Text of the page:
i still remember going to a performing arts center on a school trip (we had to drive an hour cause we were in the boonies!) to see interpretations of stories and this group did the most amazing version of “Fall of the House of Usher”. I had shivers!

    1. I think Plath is a must read for all young women, simply because of her experiences in a male dominated profession, writing. Most people don’t want to admit it Jessie, but this business is still not as ‘equal’ as we would like. J.K. Rowling deliberately left her name ambiguous because her publishers told her to. Specifically, they said the ‘boys’ wouldn’t buy a book about a male protagonist if it was written by a woman. Not much has changed eh? When I heard her say this I was completely disgusted and I’ve disliked her ever since. 🙂 Poe is and always will be the master of the macabre and of course he was the biggest drunk on the block lol

      1. No, it still isn’t an equal business. The fact that many men still refer to “women’s poetry” if a woman is writing about family but does not do the same for “men’s poetry” when they are writing about paternity etc shows the bias still exists.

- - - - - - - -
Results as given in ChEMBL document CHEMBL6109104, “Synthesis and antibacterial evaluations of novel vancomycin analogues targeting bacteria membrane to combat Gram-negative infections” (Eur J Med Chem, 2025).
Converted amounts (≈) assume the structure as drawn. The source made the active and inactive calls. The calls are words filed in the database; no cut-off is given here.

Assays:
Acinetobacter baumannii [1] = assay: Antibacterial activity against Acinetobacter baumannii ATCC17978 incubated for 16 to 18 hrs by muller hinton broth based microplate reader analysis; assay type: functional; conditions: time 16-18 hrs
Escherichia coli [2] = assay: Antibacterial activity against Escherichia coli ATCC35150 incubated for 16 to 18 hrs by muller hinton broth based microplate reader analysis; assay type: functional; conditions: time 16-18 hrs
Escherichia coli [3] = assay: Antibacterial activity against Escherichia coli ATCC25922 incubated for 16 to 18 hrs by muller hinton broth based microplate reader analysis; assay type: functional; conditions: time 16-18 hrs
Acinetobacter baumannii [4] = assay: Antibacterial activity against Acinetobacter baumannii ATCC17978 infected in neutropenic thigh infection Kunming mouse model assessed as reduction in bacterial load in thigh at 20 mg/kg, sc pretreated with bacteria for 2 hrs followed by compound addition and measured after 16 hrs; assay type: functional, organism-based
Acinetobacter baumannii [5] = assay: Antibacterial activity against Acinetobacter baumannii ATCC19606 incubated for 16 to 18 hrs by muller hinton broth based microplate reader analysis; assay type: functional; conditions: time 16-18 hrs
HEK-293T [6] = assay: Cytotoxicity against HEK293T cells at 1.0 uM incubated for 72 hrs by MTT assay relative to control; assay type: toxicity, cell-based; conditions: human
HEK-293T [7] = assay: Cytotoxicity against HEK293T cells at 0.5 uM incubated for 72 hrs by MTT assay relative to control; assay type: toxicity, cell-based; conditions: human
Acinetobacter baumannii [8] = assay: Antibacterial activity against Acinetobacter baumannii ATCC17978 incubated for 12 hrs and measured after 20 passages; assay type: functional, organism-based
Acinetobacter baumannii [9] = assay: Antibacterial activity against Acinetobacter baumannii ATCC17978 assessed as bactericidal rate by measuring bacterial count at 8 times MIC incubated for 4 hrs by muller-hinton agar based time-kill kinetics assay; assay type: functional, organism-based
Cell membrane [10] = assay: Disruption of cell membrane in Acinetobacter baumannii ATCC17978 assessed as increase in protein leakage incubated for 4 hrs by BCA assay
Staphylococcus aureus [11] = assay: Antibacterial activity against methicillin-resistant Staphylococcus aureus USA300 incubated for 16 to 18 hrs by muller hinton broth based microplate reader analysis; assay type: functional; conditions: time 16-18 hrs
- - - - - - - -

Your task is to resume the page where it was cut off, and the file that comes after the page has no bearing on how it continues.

Ya know, I don’t really blame JK Rowling for what she did initially with the books but it would be nice to see her but her whole name on the books now that she is all uber famous!

      2. Yes Jessie, things have moved at a break neck speed toward social growth for the genders since the days of George Elliot. 😉 Well, it never hurt our dear Agatha Christie as I’m certain Agatha could never be construed as anything male. lol J.K. Rowling should hang her head in shame, and rich as she is, she knows it. Of course, it hasn’t stopped her from trying to be politically correct ever since to make up for it, but basically you can’t slap a band aid on that sexist cancer no way no how.

  4. Hi Val – re part of your kind reply … “If I had to choose, I’d say Plath was more gifted, but Poe was less brittle and more accessible to a greater number of people. Thanks John for popping in to wish Ed a happy birthday!” ….

    I have to differ with you a little here….but not by much! lol 🙂
    Plath didn’t live long enough to fulfill her potential, but had she lived she would have outshone her husband and I think he must have been aware of her greater ability. She was deeply gifted in the usage of metaphor.